Sermon – The Sunday of the Cheese Fare 2020
The Sunday of Forgiveness
March 1, 2020
Today’s Gospel lesson makes clear that God’s forgiveness is tied to our forgiveness of others. In other words, just as we are forgiven, we also understand that God’s forgiveness has been granted to all sinners. Forgiving those who sin against us is therefore expected of us. The Lord’s words uses the conditional “if” - If you forgive men their trespasses… and if you do not forgive… However, from God’s standpoint: Forgiveness is a fact. We have all been forgiven.
It would probably be helpful for us to think if it in this way: God’s forgiveness for you and me is of no consequence unless we personally know God’s love for us, accept His forgiveness; are willing to forgive ourselves and are also willing to forgive others. God’s forgiveness for you and me is of no consequence unless we partner with Him by desiring it for others, to the extent that we also make it a practice to forgive them.
We heard it clearly demonstrated in the Parable of the Prodigal Son two Sundays ago: We understood from the lesson that such a love and great mercy is something we know and experience because we have a conscience. Our struggle today is that we live in a time when many live their lives without much or any kind of conscience. Just about anything seems possible without facing any consequences. If you can make it happen there is very little stopping you from doing so! There are fewer boundaries today than we have ever known. Or, one could say, there are ways that you and I can more easily get out of things, especially if we have the means to do so.
However, last week, we were made aware that God’s love - that is freely and impartially given is also a “tough love.” It is not without ultimately facing “a day of judgment” (a day of reckoning) when you and I have to be accountable for our deeds and actions; accepting responsibility for ourselves.
In summary: The lessons of the “Pre-season of Great Lent,” beginning with the Sunday of the Publican and the Pharisee, the Sunday of the Prodigal Son, and the Sunday of the Last Judgment all call our attention to our actions and our willingness to make the right choices: a) willingness to choose humility (as did the Publican), b) willingness to act upon a good conscience in facing the truth honestly (as did the Prodigal Son), c) a willingness to serve others (“the least of our brethren”) and so discover Christ in our brother, and d) a willingness to forgive others as God Himself forgave us. That is surely a lot! And if we dare to even do one of these four: choosing humility (the starting place of all virtue), return home to our Heavenly Father, practice the good deeds of serving others, or initiating the forgiveness of someone, we will aim to make Great Lent a meaningful personal experience and not just an annual exercise or ritual.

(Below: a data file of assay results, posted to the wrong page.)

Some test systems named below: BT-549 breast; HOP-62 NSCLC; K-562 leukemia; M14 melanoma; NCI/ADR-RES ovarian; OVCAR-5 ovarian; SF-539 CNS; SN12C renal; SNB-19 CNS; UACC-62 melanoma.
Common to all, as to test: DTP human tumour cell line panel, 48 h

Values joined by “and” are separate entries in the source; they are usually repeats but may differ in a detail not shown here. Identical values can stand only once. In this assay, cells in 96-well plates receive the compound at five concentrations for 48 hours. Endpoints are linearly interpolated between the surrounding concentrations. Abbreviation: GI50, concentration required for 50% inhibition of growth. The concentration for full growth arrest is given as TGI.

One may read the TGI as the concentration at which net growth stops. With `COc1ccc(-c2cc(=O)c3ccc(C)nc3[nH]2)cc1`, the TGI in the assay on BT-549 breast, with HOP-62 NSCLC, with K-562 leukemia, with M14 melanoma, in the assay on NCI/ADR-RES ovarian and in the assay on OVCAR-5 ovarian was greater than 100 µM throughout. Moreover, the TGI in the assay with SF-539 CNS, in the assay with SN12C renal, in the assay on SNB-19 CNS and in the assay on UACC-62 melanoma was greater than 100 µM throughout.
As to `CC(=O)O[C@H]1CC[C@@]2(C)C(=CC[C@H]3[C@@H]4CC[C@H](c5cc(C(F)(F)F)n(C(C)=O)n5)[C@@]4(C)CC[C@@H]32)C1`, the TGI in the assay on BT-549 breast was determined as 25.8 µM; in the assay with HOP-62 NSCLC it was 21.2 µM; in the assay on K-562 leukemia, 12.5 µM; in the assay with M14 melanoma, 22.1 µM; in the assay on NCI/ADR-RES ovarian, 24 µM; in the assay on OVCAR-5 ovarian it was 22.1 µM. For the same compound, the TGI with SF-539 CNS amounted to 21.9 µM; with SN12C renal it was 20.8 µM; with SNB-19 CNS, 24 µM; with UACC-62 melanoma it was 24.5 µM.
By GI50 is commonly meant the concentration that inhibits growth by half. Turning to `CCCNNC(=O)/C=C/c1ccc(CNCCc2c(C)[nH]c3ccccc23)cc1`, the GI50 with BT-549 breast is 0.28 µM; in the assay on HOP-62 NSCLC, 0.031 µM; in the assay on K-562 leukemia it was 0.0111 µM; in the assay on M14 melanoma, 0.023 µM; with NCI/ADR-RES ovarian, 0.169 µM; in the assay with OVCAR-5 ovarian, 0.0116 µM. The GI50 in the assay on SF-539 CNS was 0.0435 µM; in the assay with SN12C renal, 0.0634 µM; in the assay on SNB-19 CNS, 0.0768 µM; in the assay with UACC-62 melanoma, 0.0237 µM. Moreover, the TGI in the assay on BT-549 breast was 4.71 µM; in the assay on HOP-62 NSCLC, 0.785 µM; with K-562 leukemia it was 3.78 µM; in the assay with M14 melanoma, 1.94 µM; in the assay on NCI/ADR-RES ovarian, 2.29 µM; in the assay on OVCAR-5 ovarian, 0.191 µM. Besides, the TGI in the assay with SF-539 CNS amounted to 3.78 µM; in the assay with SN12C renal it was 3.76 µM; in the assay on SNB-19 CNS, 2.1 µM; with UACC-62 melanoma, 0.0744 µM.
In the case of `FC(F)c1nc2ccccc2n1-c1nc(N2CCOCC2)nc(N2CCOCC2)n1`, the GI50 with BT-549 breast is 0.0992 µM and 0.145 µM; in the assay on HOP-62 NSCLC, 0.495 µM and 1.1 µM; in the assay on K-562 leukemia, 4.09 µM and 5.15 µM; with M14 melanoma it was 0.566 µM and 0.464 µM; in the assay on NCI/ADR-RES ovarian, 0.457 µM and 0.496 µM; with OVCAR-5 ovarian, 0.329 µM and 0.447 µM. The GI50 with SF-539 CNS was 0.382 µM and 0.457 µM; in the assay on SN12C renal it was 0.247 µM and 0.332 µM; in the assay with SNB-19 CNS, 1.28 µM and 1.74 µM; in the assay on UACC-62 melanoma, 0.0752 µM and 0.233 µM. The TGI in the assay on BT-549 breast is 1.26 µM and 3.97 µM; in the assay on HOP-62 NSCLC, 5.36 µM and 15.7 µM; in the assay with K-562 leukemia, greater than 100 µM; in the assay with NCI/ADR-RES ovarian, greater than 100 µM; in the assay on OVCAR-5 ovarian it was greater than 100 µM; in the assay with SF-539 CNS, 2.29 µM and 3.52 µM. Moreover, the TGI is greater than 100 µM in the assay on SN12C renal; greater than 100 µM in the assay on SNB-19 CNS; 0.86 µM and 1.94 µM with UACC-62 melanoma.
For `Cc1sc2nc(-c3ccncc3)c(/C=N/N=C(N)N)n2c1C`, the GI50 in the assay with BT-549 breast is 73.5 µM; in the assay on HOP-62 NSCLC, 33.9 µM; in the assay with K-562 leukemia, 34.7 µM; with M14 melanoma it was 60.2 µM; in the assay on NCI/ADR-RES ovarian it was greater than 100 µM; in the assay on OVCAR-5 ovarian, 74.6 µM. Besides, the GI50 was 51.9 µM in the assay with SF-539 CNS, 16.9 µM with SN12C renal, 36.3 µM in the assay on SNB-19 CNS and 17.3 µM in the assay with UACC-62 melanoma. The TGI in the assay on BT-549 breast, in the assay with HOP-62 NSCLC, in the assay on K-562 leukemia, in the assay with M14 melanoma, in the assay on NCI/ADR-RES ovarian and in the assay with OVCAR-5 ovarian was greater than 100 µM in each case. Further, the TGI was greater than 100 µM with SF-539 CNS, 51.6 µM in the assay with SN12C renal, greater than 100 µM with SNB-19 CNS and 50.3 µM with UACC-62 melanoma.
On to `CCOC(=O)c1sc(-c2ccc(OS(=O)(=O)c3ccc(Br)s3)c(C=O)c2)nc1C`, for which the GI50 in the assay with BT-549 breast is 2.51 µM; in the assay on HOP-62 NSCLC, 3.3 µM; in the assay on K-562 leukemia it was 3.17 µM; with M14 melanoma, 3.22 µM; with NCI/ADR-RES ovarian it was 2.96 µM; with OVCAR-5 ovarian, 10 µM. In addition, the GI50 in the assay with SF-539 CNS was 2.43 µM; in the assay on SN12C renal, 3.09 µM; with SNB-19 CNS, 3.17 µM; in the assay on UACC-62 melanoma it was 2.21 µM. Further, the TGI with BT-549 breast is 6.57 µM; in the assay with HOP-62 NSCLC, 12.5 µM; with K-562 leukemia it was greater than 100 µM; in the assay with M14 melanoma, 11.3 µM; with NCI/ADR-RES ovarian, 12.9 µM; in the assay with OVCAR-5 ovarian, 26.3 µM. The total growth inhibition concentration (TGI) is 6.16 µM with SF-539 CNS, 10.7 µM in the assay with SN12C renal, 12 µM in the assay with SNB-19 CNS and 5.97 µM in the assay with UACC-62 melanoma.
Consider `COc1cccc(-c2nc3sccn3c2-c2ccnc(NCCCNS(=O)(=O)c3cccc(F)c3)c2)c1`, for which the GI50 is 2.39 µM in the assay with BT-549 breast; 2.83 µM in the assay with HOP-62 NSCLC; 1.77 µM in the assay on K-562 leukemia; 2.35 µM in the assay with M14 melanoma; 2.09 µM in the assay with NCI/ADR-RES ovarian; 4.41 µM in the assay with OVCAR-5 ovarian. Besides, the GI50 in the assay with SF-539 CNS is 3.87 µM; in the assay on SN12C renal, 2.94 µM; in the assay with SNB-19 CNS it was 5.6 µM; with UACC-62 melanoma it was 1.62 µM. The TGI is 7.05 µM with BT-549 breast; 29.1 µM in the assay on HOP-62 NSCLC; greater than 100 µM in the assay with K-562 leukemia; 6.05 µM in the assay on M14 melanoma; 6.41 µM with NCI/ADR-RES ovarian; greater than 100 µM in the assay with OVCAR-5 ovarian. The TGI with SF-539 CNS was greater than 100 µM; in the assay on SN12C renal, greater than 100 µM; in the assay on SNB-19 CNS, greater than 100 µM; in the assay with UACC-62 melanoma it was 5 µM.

Rather than going through the “rite of forgiveness” as a mere ritual, let’s take this day seriously, let us examine our consciences, let us choose to behave in a way that is becoming of being Christian believers. Let us not take lightly the church’s practice (Christ’s commandment) of forgiving others.
We can do the same about our practice of fasting. What do we find in the instruction of today’s epistle lesson? …When you fast… do not look dismal, like the hypocrites …that their fasting may be seen by men. The point is: Great Lent is not a time for “wearing our religion on our sleeve.”
Today’s lesson concludes: Do not lay up for yourselves treasures on earth… Anyone’s treasure is something they cherish, protect, defend, or consider very important. It is of a personal interest and has a personal value. It is what matters to you and me. Our Lord’s words are very simple and clear: Find out where one’s treasure is and there you will know what really matters to them. But for us is it all about spending our treasure on what we consider we rightly deserve? Is it about making the most of what we think that we’ve rightly earned? Or is it recognizing that God is the source of all things and we are only stewards of what He has mercifully provided us?
In his letter to the faithful, Patriarch JOHN X wrote these words: “Lent is a means to surrender (the hardness of the body) to God’s abundant mercies. Through fasting, our compulsive and impulsive acts are extricated from the soul, so we may experience the warmth of love. Lent is the queen of virtues inasmuch as we purify our souls and wash them with pure waters of repentance, so we may bring peace and love to others. Love is the summit of all treasures. Fasting is a true expression of love, and the best tool that enables us to remove the passions of animosity and pride, and sharpen the soul with charity and giving, and wash it with repentance and humility, so that the light of the resurrection of Christ may transfigure in it.
So as Patriarch JOHN suggests: think about fasting in terms of “being in love.” Being in love involves doing many things in ways that puts aside our physical appetite in order to prepare for being with one’s beloved. Our focus and attention is fixed upon the one we love. The result is: our devotion is made evident by the actions of many sacrifices. “Giving something up” becomes a very natural thing. In fact those things that are put aside are seen as inconsequential to the goal of being with the one we love. Insofar as Great Lent is concerned, the goal is: Christ and His Kingdom.